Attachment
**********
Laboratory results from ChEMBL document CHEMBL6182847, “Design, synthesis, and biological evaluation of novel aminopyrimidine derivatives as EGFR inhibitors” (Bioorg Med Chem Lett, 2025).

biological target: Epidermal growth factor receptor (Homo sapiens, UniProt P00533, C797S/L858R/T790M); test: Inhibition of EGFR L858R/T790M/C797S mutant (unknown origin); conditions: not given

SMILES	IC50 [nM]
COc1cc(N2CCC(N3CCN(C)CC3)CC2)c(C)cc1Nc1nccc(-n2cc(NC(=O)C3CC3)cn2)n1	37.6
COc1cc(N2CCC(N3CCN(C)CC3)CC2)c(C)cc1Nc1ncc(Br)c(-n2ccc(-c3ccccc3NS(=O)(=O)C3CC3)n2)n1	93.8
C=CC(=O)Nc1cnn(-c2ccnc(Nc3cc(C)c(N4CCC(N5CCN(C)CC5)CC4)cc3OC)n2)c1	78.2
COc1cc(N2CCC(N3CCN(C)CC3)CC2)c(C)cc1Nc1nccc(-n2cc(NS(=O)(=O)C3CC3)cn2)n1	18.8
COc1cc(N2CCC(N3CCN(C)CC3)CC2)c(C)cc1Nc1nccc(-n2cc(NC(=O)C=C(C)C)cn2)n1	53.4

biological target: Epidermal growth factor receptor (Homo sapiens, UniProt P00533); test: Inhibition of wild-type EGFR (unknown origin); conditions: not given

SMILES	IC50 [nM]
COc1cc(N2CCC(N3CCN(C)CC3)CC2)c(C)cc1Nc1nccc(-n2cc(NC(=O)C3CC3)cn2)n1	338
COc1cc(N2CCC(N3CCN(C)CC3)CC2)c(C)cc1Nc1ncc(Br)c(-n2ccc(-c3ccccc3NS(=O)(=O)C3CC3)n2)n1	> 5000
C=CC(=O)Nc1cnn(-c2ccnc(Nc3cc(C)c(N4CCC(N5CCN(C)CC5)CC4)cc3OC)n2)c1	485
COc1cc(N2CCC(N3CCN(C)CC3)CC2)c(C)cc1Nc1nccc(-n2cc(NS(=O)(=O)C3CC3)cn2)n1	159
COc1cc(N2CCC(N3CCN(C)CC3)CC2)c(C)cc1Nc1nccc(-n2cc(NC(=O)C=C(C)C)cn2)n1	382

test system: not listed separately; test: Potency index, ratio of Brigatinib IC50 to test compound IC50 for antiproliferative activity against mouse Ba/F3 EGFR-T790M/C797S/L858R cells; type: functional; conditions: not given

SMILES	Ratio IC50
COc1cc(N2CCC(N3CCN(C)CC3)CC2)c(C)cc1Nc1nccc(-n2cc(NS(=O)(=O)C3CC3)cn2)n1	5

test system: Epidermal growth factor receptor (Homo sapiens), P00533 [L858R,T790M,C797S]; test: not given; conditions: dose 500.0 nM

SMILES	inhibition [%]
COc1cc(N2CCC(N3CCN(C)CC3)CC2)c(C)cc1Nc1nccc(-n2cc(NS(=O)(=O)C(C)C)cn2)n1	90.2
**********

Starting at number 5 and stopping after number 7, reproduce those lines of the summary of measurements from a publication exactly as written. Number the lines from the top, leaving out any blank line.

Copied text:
COc1cc(N2CCC(N3CCN(C)CC3)CC2)c(C)cc1Nc1ncc(Br)c(-n2ccc(-c3ccccc3NS(=O)(=O)C3CC3)n2)n1	93.8
C=CC(=O)Nc1cnn(-c2ccnc(Nc3cc(C)c(N4CCC(N5CCN(C)CC5)CC4)cc3OC)n2)c1	78.2
COc1cc(N2CCC(N3CCN(C)CC3)CC2)c(C)cc1Nc1nccc(-n2cc(NS(=O)(=O)C3CC3)cn2)n1	18.8